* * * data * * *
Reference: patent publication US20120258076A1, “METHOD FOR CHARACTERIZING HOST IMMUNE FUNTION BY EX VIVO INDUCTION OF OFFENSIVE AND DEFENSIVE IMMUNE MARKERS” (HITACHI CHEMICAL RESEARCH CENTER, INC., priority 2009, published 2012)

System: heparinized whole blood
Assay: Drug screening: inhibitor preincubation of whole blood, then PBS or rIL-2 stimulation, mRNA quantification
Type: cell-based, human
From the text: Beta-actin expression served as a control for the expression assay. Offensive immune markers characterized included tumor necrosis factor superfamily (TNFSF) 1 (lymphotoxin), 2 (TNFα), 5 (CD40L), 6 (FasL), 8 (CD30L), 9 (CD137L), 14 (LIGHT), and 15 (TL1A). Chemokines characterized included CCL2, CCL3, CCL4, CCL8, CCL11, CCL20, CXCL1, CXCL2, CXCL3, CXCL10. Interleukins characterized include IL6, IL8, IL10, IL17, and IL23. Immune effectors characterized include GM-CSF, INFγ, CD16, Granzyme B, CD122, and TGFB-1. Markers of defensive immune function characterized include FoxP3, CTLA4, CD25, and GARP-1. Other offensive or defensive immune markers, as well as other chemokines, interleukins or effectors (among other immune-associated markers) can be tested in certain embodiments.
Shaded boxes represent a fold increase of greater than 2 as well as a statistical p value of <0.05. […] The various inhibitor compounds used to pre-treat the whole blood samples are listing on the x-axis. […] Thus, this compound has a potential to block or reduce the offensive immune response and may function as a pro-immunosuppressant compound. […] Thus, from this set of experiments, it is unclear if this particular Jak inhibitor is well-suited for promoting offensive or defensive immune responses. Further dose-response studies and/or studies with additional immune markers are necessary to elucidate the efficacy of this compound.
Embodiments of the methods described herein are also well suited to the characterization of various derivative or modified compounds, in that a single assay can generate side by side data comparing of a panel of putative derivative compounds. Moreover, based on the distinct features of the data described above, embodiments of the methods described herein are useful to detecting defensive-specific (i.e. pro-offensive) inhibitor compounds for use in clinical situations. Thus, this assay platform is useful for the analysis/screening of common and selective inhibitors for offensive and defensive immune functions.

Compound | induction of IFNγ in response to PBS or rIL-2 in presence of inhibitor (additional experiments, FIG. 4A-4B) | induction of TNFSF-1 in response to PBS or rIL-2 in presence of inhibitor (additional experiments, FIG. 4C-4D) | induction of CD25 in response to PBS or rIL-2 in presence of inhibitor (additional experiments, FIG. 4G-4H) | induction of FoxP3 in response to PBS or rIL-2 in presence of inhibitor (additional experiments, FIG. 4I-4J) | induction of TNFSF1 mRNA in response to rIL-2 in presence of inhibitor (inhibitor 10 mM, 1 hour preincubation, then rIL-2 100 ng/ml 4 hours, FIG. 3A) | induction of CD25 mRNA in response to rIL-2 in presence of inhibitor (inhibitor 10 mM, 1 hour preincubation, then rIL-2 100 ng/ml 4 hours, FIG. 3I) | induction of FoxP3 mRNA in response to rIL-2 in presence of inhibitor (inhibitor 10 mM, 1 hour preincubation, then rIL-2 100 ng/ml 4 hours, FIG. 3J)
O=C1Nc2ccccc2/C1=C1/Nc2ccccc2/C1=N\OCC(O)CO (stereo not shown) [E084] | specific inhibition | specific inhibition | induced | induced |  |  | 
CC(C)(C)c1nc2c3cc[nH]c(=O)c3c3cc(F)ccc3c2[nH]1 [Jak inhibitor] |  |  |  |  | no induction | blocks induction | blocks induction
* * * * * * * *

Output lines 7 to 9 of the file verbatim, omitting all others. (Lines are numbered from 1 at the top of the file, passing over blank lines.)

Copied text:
Embodiments of the methods described herein are also well suited to the characterization of various derivative or modified compounds, in that a single assay can generate side by side data comparing of a panel of putative derivative compounds. Moreover, based on the distinct features of the data described above, embodiments of the methods described herein are useful to detecting defensive-specific (i.e. pro-offensive) inhibitor compounds for use in clinical situations. Thus, this assay platform is useful for the analysis/screening of common and selective inhibitors for offensive and defensive immune functions.

Compound | induction of IFNγ in response to PBS or rIL-2 in presence of inhibitor (additional experiments, FIG. 4A-4B) | induction of TNFSF-1 in response to PBS or rIL-2 in presence of inhibitor (additional experiments, FIG. 4C-4D) | induction of CD25 in response to PBS or rIL-2 in presence of inhibitor (additional experiments, FIG. 4G-4H) | induction of FoxP3 in response to PBS or rIL-2 in presence of inhibitor (additional experiments, FIG. 4I-4J) | induction of TNFSF1 mRNA in response to rIL-2 in presence of inhibitor (inhibitor 10 mM, 1 hour preincubation, then rIL-2 100 ng/ml 4 hours, FIG. 3A) | induction of CD25 mRNA in response to rIL-2 in presence of inhibitor (inhibitor 10 mM, 1 hour preincubation, then rIL-2 100 ng/ml 4 hours, FIG. 3I) | induction of FoxP3 mRNA in response to rIL-2 in presence of inhibitor (inhibitor 10 mM, 1 hour preincubation, then rIL-2 100 ng/ml 4 hours, FIG. 3J)
O=C1Nc2ccccc2/C1=C1/Nc2ccccc2/C1=N\OCC(O)CO (stereo not shown) [E084] | specific inhibition | specific inhibition | induced | induced |  |  | 